Last week, I found myself standing in a quiet Austin-Bergstrom International Airport as the sound of bagpipes playing filled the terminals. America’s heroes were being honored with applause, thank-yous, hugs and tears.

I was heading out of town, and as I walked through security I saw a few TV cameras and airport staff standing together. I walked along to grab a juice before heading to my gate and saw more people lined up, some of them holding flags. I stopped to ask a lady and she told me they were preparing for an Honor Flight departure. They invited me to stand with them and handed me a flag.

Before the bagpipes started playing, I watched as people talked on their phones, typed on their computers and walked to their gates. I watched as they went on with their day. I became even more grateful for the service of our veterans.

Honor Flight Austin is a nonprofit that pays for veterans of World War II and the Vietnam and Korean wars to take one-night trips to Washington, D.C.

I happened to be lucky enough to be at the airport for the 52nd Honor Flight Austin.

It was overwhelming. The emotions I felt took over. I was crying. I was saying thank you. I was proudly waving a flag that the kind lady had handed to me.

As I was documenting the moments on social media, I felt a pang of regret for not giving all my attention to the heroes. Then I watched as the notifications on my phone popped showing me all the people watching the live video I was streaming, and I felt happy I could share this moment of gratitude.

As the wife of an active-duty service member, I watch how people approach my husband when he is in uniform to say thank you or offer to buy his coffee or lunch. I have witnessed first-hand the appreciation our nation has for our military today.

I also know this wasn’t always the case.

These veterans that were headed out on the Honor Flight had not felt the love, kindness and compassion when they served and when they returned from war.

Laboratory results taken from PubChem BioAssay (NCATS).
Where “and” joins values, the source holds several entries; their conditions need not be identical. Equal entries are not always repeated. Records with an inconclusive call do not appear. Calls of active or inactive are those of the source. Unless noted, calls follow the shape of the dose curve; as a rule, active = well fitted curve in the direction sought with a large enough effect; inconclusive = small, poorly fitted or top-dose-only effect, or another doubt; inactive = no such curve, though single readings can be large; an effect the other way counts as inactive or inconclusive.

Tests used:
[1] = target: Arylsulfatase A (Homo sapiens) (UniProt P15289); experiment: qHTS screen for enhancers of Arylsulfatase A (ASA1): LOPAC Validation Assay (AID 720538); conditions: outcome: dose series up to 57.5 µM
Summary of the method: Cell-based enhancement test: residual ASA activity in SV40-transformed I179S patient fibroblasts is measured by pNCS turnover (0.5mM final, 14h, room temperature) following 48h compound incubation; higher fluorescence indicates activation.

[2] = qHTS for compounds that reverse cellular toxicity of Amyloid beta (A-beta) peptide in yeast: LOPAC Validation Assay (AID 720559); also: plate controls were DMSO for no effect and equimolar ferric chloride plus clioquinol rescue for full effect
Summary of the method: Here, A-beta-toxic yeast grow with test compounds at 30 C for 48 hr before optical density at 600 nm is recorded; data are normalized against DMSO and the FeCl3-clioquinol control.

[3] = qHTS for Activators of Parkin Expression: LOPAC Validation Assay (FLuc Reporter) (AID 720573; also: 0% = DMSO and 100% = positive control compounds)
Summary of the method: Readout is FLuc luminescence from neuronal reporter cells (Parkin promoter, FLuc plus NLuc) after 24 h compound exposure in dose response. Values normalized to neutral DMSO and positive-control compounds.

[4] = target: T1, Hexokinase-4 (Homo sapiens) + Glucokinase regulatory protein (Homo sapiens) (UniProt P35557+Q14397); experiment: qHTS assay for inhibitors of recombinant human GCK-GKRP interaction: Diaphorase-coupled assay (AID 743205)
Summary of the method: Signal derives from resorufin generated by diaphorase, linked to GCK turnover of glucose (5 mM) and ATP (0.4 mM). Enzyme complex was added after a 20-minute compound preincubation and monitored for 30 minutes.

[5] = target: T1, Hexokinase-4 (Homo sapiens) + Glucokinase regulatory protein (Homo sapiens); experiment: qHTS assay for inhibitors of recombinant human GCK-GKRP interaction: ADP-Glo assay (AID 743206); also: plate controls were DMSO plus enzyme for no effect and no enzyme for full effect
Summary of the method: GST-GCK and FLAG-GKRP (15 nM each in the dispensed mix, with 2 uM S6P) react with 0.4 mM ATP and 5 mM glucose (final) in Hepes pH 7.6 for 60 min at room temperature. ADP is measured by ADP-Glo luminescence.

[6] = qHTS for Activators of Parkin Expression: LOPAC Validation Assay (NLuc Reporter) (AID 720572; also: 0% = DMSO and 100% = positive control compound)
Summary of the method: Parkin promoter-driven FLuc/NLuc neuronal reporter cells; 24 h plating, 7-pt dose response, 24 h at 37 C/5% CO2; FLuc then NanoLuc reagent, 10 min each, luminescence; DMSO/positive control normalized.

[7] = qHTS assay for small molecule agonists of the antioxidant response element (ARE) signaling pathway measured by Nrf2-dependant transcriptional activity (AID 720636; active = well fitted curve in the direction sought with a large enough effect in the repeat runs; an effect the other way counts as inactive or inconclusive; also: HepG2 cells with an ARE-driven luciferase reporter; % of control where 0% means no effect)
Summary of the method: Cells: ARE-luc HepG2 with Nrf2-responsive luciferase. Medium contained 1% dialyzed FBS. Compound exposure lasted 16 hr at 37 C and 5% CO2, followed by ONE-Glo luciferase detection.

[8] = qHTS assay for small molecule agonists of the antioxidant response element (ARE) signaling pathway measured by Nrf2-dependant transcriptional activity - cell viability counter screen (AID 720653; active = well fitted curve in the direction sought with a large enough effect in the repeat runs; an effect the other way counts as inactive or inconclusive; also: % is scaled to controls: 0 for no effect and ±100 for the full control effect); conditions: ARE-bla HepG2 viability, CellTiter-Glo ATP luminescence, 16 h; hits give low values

It’s often hard for to me wrap my head around the lack of love and appreciation these heroes felt.

I can’t imagine returning from war without the gratitude we see today.

Thankfully, nonprofits along with the private sector and Americans everywhere are finding ways to show these veterans love and gratitude.

As this group passed by me in the terminal, I watched as tears were streaming down some of their faces and others were smiling. The emotions for everyone in that moment were so very special. Each and every person was dwelling in the same place in their hearts, that we all became one.

It got me thinking about making an effort find ways to show gratitude to our veterans. As military spouses, it is in our nature to give back anywhere and everywhere we can.

Find ways to show gratitude — it might be with a thank-you and handshake when you come across that veteran proudly wearing his Vietnam Veteran cap, or it might be getting involved with an organization or it might mean donating money and time.

Whatever it is — do it. Show gratitude. Show love. Be brave. Be the light.

From this military spouse, I am thankful for your service. I am saddened by the lack of love you felt when you served and returned from war. I am determined to show you what gratitude looks like.

Reena O’Brien is a military spouse and Herald Correspondent. She lives on Fort Hood.

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